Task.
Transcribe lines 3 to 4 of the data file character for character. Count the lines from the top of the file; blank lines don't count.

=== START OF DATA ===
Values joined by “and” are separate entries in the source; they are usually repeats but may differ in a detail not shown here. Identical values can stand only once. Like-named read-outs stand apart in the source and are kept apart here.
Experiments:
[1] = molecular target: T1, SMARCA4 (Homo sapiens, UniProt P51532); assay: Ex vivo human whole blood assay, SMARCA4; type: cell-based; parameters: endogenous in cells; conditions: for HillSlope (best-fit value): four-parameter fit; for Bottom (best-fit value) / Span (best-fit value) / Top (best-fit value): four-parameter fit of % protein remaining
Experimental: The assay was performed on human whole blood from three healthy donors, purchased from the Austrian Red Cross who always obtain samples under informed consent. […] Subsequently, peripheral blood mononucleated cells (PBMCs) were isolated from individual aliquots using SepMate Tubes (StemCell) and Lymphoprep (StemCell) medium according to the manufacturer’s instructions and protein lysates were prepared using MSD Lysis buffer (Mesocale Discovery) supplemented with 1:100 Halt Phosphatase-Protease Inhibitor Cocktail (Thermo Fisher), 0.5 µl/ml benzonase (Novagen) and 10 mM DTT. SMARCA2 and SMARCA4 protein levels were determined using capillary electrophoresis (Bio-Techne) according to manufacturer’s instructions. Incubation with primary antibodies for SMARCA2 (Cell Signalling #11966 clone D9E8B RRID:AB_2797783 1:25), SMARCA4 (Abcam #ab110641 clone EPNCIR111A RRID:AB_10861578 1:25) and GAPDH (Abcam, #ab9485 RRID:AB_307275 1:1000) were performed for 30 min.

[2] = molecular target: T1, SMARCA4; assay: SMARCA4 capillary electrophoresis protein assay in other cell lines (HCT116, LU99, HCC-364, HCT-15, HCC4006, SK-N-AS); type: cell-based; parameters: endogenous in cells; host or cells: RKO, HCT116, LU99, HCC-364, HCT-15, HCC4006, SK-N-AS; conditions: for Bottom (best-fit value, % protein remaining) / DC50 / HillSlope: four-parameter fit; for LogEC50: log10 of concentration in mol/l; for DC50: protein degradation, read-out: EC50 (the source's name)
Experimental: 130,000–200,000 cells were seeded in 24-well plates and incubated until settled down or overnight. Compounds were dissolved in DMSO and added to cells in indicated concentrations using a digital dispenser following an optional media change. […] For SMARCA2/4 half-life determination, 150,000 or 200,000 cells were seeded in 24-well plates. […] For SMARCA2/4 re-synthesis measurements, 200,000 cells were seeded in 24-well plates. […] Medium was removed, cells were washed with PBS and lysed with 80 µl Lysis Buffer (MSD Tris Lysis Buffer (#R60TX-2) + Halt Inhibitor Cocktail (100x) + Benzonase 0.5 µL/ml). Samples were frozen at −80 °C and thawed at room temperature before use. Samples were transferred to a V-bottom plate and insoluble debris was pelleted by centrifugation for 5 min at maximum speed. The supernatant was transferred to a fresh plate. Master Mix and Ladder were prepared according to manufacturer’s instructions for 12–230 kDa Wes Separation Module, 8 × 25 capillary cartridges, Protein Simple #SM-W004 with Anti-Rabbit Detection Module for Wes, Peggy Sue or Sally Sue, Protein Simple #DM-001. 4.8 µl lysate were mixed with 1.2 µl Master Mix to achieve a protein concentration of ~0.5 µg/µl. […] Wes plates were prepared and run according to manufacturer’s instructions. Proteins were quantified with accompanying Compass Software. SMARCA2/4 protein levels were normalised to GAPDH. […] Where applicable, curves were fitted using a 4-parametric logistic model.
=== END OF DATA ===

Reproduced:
[1] = molecular target: T1, SMARCA4 (Homo sapiens, UniProt P51532); assay: Ex vivo human whole blood assay, SMARCA4; type: cell-based; parameters: endogenous in cells; conditions: for HillSlope (best-fit value): four-parameter fit; for Bottom (best-fit value) / Span (best-fit value) / Top (best-fit value): four-parameter fit of % protein remaining
Experimental: The assay was performed on human whole blood from three healthy donors, purchased from the Austrian Red Cross who always obtain samples under informed consent. […] Subsequently, peripheral blood mononucleated cells (PBMCs) were isolated from individual aliquots using SepMate Tubes (StemCell) and Lymphoprep (StemCell) medium according to the manufacturer’s instructions and protein lysates were prepared using MSD Lysis buffer (Mesocale Discovery) supplemented with 1:100 Halt Phosphatase-Protease Inhibitor Cocktail (Thermo Fisher), 0.5 µl/ml benzonase (Novagen) and 10 mM DTT. SMARCA2 and SMARCA4 protein levels were determined using capillary electrophoresis (Bio-Techne) according to manufacturer’s instructions. Incubation with primary antibodies for SMARCA2 (Cell Signalling #11966 clone D9E8B RRID:AB_2797783 1:25), SMARCA4 (Abcam #ab110641 clone EPNCIR111A RRID:AB_10861578 1:25) and GAPDH (Abcam, #ab9485 RRID:AB_307275 1:1000) were performed for 30 min.